Friday, July 11, 2003

The cost of GM food

A new report by the UK Prime Minister’s Strategy Unit has suggested that the economic benefits of genetically-modified (GM) crops may be limited, at least in the short-term.

The report makes three main points. Firstly, most of the currently available GM varieties are for crops not commonly grown in the UK, like soya and cotton. So, GM will only affect a small part of British agriculture initially. Secondly, where suitable GM crops are available, they may have to be kept separate from non-GM varieties from harvest through to shelf, adding considerable expense to processing and production. Thirdly, supermarkets do not appear keen to stock GM food. The report has been leapt upon by anti-GM groups as yet another reason for not planting GM crops in the UK. Thus, an economic problem caused by the irrational reaction to GM crops is utilised as a further argument against GM. For example, the BBC quotes Stewart Wells, leader of the Canadian National Farmers Union. He is against GM production in Canada. However, Wells is an organic farmer who fears that GM-free countries will steal Canada’s traditional export markets. But his concerns are mainly a reaction to the threat posed, not by GM, but the negative publicity attached to GM. The proper response is to challenge the arguments against GM, and show that it is capable of producing good food, more efficiently. Then, the economic case for GM will become much stronger.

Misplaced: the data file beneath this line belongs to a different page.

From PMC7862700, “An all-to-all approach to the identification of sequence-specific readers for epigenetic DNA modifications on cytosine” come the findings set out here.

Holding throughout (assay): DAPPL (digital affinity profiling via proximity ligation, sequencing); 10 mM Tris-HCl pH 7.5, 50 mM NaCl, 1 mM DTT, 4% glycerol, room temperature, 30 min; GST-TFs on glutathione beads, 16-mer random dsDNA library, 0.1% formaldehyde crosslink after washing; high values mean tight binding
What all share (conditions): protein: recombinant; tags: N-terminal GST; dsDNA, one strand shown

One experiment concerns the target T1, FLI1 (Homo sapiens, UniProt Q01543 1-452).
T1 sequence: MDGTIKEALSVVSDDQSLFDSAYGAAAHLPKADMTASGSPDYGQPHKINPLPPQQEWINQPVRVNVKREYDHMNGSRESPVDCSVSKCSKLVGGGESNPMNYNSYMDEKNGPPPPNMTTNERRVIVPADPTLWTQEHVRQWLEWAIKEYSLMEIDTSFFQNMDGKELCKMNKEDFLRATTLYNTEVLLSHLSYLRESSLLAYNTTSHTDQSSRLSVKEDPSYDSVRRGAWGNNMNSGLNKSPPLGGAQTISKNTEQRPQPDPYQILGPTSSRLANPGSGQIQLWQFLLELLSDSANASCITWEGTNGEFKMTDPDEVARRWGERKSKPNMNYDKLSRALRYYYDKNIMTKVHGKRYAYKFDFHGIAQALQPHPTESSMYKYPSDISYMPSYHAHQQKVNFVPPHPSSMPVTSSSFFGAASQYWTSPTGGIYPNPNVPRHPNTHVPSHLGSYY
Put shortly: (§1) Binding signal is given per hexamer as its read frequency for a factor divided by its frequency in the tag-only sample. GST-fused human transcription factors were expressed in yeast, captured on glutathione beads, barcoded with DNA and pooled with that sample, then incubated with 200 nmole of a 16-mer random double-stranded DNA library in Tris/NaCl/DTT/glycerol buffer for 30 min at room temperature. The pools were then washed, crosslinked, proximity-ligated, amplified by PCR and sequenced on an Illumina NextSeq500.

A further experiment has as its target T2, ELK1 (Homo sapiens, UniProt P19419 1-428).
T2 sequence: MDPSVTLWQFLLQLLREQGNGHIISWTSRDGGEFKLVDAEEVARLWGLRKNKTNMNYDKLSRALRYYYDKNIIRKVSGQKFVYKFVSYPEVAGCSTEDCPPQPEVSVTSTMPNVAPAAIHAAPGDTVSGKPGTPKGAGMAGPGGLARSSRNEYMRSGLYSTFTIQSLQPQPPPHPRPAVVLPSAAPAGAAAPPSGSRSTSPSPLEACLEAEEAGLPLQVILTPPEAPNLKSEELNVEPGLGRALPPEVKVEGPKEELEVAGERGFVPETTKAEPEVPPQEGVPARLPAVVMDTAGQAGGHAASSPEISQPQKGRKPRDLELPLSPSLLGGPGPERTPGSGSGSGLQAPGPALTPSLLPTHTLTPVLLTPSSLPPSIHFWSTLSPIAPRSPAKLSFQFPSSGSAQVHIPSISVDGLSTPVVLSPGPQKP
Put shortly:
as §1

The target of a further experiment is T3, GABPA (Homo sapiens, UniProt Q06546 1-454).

'Little economic benefit' from GM crops, BBC News, 11 July 2003

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